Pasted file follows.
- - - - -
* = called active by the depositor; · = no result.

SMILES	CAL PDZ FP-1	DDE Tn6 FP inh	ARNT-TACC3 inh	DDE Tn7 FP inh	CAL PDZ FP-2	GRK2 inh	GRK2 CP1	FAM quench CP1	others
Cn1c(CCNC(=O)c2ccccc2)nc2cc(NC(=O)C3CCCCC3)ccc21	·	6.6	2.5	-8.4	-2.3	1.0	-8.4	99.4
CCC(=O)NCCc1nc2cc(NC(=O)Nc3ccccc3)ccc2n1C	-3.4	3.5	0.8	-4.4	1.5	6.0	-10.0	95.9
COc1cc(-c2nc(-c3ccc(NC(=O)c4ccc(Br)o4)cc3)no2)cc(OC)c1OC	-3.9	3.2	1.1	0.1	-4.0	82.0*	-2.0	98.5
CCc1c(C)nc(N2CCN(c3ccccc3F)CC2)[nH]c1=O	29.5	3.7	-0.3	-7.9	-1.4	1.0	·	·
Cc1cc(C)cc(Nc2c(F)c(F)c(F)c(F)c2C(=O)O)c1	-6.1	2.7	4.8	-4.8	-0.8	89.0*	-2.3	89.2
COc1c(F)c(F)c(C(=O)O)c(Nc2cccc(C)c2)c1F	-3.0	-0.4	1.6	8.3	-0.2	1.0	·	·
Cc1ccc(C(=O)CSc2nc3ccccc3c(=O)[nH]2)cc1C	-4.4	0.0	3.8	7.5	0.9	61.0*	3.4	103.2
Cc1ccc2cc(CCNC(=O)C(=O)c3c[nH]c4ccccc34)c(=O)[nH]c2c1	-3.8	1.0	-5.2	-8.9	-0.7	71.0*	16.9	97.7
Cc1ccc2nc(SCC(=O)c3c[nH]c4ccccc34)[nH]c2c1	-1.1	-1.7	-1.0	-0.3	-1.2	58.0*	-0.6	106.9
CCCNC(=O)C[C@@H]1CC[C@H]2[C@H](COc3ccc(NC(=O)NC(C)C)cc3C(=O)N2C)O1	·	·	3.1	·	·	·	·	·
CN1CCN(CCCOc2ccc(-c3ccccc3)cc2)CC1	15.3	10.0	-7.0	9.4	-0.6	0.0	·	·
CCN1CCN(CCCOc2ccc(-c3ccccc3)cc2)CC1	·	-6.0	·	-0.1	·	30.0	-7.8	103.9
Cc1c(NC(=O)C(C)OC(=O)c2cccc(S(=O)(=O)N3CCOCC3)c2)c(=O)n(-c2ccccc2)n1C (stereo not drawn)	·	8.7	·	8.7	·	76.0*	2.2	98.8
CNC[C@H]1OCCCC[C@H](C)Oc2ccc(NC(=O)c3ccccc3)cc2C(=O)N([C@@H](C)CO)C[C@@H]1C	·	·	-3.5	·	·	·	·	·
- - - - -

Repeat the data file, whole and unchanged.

* = called active by the depositor; · = no result.

SMILES	CAL PDZ FP-1	DDE Tn6 FP inh	ARNT-TACC3 inh	DDE Tn7 FP inh	CAL PDZ FP-2	GRK2 inh	GRK2 CP1	FAM quench CP1	others
Cn1c(CCNC(=O)c2ccccc2)nc2cc(NC(=O)C3CCCCC3)ccc21	·	6.6	2.5	-8.4	-2.3	1.0	-8.4	99.4
CCC(=O)NCCc1nc2cc(NC(=O)Nc3ccccc3)ccc2n1C	-3.4	3.5	0.8	-4.4	1.5	6.0	-10.0	95.9
COc1cc(-c2nc(-c3ccc(NC(=O)c4ccc(Br)o4)cc3)no2)cc(OC)c1OC	-3.9	3.2	1.1	0.1	-4.0	82.0*	-2.0	98.5
CCc1c(C)nc(N2CCN(c3ccccc3F)CC2)[nH]c1=O	29.5	3.7	-0.3	-7.9	-1.4	1.0	·	·
Cc1cc(C)cc(Nc2c(F)c(F)c(F)c(F)c2C(=O)O)c1	-6.1	2.7	4.8	-4.8	-0.8	89.0*	-2.3	89.2
COc1c(F)c(F)c(C(=O)O)c(Nc2cccc(C)c2)c1F	-3.0	-0.4	1.6	8.3	-0.2	1.0	·	·
Cc1ccc(C(=O)CSc2nc3ccccc3c(=O)[nH]2)cc1C	-4.4	0.0	3.8	7.5	0.9	61.0*	3.4	103.2
Cc1ccc2cc(CCNC(=O)C(=O)c3c[nH]c4ccccc34)c(=O)[nH]c2c1	-3.8	1.0	-5.2	-8.9	-0.7	71.0*	16.9	97.7
Cc1ccc2nc(SCC(=O)c3c[nH]c4ccccc34)[nH]c2c1	-1.1	-1.7	-1.0	-0.3	-1.2	58.0*	-0.6	106.9
CCCNC(=O)C[C@@H]1CC[C@H]2[C@H](COc3ccc(NC(=O)NC(C)C)cc3C(=O)N2C)O1	·	·	3.1	·	·	·	·	·
CN1CCN(CCCOc2ccc(-c3ccccc3)cc2)CC1	15.3	10.0	-7.0	9.4	-0.6	0.0	·	·
CCN1CCN(CCCOc2ccc(-c3ccccc3)cc2)CC1	·	-6.0	·	-0.1	·	30.0	-7.8	103.9
Cc1c(NC(=O)C(C)OC(=O)c2cccc(S(=O)(=O)N3CCOCC3)c2)c(=O)n(-c2ccccc2)n1C (stereo not drawn)	·	8.7	·	8.7	·	76.0*	2.2	98.8
CNC[C@H]1OCCCC[C@H](C)Oc2ccc(NC(=O)c3ccccc3)cc2C(=O)N([C@@H](C)CO)C[C@@H]1C	·	·	-3.5	·	·	·	·	·